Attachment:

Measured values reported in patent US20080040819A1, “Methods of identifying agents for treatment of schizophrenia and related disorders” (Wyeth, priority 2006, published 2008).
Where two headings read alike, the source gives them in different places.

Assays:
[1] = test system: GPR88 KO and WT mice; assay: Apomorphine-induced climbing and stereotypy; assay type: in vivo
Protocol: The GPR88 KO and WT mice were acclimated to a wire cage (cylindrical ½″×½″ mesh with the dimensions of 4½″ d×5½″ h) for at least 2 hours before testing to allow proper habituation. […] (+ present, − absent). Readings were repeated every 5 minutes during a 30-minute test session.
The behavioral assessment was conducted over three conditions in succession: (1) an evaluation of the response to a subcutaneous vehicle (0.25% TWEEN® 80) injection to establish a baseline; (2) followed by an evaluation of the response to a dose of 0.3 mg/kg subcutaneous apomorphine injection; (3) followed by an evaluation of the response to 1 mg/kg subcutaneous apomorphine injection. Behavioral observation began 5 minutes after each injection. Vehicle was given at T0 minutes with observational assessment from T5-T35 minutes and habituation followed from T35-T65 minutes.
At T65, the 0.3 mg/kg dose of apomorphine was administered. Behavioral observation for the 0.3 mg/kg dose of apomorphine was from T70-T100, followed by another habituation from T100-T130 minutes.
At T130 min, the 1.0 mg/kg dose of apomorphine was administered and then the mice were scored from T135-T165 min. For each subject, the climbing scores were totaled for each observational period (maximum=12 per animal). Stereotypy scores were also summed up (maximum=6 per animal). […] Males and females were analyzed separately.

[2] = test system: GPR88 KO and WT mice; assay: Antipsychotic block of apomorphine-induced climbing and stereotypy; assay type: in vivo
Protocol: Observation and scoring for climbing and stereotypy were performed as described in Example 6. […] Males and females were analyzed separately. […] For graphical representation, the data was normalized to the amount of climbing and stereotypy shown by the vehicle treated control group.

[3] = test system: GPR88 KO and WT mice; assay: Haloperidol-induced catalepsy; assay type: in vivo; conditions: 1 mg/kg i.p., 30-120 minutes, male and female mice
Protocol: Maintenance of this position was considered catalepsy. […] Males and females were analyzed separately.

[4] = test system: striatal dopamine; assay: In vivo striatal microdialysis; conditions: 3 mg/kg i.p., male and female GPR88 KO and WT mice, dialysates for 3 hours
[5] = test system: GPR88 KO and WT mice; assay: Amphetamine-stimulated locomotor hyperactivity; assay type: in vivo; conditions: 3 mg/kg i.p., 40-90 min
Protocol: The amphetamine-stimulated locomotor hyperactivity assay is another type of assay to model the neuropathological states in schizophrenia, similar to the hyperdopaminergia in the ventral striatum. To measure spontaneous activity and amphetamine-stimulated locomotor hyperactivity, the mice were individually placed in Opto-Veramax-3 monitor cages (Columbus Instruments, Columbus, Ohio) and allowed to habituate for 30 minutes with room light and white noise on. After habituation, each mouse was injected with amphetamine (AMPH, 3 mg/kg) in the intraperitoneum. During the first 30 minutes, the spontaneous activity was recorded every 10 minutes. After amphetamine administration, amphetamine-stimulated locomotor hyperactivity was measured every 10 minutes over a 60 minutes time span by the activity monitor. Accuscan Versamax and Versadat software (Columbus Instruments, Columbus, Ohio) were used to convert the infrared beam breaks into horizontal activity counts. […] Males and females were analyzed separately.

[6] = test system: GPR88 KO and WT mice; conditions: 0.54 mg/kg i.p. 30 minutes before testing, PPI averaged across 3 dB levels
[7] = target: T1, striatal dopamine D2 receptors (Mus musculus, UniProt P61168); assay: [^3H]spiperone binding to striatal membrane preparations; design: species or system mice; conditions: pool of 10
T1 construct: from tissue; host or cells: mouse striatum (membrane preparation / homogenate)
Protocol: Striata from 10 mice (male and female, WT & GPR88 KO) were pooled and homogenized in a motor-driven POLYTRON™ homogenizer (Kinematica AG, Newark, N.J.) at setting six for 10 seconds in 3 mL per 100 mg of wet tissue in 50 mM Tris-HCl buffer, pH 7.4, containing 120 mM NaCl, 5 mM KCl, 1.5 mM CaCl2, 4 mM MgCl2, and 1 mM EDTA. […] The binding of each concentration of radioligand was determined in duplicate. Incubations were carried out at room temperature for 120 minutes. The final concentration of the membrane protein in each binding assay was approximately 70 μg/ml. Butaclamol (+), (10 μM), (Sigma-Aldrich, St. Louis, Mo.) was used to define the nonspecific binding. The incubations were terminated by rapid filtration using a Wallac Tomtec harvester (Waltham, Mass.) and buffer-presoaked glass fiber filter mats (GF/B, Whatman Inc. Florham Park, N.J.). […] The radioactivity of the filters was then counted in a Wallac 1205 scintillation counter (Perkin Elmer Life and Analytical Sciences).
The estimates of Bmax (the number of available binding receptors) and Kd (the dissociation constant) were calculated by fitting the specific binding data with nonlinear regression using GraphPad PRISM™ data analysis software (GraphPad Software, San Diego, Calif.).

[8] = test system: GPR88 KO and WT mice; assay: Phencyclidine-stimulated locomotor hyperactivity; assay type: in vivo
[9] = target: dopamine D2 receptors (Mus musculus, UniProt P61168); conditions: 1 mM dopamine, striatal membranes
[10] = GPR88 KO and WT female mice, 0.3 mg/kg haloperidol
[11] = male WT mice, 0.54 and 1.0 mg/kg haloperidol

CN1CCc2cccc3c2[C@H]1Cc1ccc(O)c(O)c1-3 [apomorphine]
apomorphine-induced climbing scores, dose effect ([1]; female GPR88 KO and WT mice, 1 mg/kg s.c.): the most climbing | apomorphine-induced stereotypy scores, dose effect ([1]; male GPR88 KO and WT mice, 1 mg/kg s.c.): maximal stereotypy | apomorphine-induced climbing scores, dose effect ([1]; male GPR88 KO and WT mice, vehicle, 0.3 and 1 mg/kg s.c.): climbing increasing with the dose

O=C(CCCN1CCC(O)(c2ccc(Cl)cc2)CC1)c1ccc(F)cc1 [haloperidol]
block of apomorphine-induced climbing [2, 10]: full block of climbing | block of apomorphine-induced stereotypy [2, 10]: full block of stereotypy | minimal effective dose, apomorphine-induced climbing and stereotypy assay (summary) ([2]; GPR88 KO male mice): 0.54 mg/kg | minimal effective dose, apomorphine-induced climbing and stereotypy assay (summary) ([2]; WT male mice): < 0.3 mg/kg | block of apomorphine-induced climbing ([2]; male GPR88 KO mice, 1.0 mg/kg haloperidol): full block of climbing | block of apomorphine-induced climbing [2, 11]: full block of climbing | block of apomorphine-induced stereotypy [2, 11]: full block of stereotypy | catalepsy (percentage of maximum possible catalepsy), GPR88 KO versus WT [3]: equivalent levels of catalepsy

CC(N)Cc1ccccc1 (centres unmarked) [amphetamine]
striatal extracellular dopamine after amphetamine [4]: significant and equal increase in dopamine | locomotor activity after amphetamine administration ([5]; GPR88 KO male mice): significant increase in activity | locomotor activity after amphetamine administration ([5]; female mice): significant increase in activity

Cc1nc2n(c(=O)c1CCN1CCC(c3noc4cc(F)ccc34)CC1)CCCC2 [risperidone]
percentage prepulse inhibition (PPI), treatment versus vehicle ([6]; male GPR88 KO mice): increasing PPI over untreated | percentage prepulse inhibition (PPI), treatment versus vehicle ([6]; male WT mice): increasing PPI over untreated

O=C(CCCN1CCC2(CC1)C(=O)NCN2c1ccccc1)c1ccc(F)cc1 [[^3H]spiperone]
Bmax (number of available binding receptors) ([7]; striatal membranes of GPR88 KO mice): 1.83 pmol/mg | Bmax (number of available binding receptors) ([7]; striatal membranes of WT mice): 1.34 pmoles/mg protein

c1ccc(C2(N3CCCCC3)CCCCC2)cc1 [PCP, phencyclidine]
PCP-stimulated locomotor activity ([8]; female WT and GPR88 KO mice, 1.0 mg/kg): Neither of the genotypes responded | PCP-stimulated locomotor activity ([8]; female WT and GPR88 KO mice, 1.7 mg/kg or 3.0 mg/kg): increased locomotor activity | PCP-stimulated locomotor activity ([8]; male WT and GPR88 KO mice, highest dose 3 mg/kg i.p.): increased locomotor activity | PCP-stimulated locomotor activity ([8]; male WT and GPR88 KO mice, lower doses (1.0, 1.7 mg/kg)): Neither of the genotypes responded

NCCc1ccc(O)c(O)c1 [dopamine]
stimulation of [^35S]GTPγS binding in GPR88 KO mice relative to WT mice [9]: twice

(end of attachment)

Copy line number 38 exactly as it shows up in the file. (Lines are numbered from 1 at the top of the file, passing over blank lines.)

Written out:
stimulation of [^35S]GTPγS binding in GPR88 KO mice relative to WT mice [9]: twice